Ancient Monuments

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Three bowl barrows 570m north east of Trewindle

A Scheduled Monument in Broadoak, Cornwall

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Coordinates

Latitude: 50.4399 / 50°26'23"N

Longitude: -4.6156 / 4°36'56"W

OS Eastings: 214363.012982

OS Northings: 63278.839087

OS Grid: SX143632

Mapcode National: GBR N7.PN6Z

Mapcode Global: FRA 176W.RM1

Entry Name: Three bowl barrows 570m north east of Trewindle

Scheduled Date: 18 March 1955

Source: Historic England

Source ID: 1004617

English Heritage Legacy ID: CO 422

County: Cornwall

Civil Parish: Broadoak

Traditional County: Cornwall

Lieutenancy Area (Ceremonial County): Cornwall

Church of England Parish: Bradoc

Church of England Diocese: Truro

Details

The monument, which falls into three areas of protection, includes three bowl barrows, situated on the summit of a prominent ridge, overlooking the River Fowey to the north west of West Taphouse. The three barrows lie in a west to east alignment. They survive as circular mounds, with their surrounding quarry ditches, from which material to construct the mounds was derived, preserved as buried features. The western mound measures 28m in diameter and 0.5m high. The central mound measures 27m in diameter and 0.5m high with a slight central depression. The eastern barrow measures 17m in diameter and 0.4m high, also with a slight central depression.

Sources: HER:-
PastScape Monument No:-432708

Source: Historic England

Reasons for Scheduling

Bowl barrows, the most numerous form of round barrow, are funerary monuments dating from the Late Neolithic period to the Late Bronze Age, with most examples belonging to the period 2400-1500 BC. They were constructed as earthen or rubble mounds, sometimes ditched, which covered single or multiple burials. They occur either in isolation or grouped as cemeteries and often acted as a focus for burials in later periods. Often superficially similar, although differing widely in size, they exhibit regional variations in form and a diversity of burial practices. There are over 10,000 surviving bowl barrows recorded nationally (many more have already been destroyed), occurring across most of lowland Britain. Often occupying prominent locations, they are a major historic element in the modern landscape and their considerable variation of form and longevity as a monument type provide important information on the diversity of beliefs and social organisations amongst early prehistoric communities. They are particularly representative of their period. Despite reduction in their heights through cultivation, the three bowl barrows 570m north east of Trewindle survive comparatively well and will contain archaeological and environmental evidence relating to their construction, relative chronologies, social organisation, territorial significance, funerary and ritual practices, longevity and overall landscape context.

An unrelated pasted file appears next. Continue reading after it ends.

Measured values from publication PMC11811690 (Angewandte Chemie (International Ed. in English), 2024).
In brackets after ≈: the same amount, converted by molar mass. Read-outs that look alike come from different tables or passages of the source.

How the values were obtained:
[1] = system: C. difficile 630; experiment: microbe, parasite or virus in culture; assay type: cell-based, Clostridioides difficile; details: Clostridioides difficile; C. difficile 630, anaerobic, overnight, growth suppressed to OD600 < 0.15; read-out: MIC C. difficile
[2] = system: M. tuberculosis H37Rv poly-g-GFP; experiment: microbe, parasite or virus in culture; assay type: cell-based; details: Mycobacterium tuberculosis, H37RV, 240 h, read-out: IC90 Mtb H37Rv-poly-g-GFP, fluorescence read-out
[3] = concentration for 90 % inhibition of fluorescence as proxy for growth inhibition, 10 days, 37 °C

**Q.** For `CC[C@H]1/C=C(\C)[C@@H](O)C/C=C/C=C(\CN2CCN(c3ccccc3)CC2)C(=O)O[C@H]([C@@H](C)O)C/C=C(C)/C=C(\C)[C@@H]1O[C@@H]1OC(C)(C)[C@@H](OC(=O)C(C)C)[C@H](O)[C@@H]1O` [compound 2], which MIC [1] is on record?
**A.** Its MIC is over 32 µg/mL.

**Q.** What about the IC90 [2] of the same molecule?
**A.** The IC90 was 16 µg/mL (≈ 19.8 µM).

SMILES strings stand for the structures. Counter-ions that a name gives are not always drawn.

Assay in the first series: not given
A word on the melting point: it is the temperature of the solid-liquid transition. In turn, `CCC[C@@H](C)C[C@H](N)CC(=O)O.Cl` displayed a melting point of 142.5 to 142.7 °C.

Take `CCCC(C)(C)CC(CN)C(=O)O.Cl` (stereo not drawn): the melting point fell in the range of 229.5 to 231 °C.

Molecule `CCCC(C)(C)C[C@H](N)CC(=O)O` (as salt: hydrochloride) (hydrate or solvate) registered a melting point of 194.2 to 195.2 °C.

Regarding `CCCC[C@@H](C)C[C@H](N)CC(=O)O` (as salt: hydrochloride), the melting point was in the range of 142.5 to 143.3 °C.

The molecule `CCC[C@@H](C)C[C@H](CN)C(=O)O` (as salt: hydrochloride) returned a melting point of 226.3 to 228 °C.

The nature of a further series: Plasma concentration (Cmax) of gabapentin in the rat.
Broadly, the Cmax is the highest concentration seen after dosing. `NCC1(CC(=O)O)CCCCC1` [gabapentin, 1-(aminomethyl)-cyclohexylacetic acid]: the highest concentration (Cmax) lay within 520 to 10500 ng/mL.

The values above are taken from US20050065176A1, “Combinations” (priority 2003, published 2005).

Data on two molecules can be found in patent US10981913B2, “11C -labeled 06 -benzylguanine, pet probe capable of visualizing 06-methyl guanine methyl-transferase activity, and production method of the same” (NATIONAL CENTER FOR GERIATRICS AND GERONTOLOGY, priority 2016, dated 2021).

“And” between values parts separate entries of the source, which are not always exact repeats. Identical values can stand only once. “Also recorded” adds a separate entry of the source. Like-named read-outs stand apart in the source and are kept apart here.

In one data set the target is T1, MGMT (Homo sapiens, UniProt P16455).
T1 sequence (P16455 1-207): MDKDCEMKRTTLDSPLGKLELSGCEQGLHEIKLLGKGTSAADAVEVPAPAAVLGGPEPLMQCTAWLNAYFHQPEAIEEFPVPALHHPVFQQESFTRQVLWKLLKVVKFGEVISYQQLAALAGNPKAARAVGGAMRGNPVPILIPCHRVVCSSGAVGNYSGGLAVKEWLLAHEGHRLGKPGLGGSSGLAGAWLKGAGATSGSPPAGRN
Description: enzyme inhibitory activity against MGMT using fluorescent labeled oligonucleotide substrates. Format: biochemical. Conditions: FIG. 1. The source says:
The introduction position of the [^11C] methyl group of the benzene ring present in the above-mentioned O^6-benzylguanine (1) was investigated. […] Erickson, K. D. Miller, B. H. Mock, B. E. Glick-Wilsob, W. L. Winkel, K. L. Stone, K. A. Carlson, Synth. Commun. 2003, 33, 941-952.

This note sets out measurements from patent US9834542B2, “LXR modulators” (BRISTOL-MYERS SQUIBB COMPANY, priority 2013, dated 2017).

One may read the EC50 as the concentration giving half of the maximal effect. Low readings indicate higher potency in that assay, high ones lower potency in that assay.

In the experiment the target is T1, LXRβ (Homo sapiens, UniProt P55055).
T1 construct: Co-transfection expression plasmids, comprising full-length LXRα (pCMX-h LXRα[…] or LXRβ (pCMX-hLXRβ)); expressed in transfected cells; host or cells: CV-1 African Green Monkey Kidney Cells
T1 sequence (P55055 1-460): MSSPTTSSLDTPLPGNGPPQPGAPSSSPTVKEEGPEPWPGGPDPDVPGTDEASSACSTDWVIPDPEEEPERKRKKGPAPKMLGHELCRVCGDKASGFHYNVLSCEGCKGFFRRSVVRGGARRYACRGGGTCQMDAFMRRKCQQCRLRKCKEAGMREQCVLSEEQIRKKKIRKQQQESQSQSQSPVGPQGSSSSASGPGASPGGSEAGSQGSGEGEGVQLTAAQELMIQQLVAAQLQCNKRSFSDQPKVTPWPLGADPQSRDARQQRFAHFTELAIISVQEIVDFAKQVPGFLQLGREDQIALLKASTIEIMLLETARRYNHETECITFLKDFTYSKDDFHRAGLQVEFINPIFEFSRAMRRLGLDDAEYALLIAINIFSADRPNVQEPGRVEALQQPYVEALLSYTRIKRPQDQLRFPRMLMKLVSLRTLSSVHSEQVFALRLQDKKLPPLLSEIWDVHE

Source: Historic England

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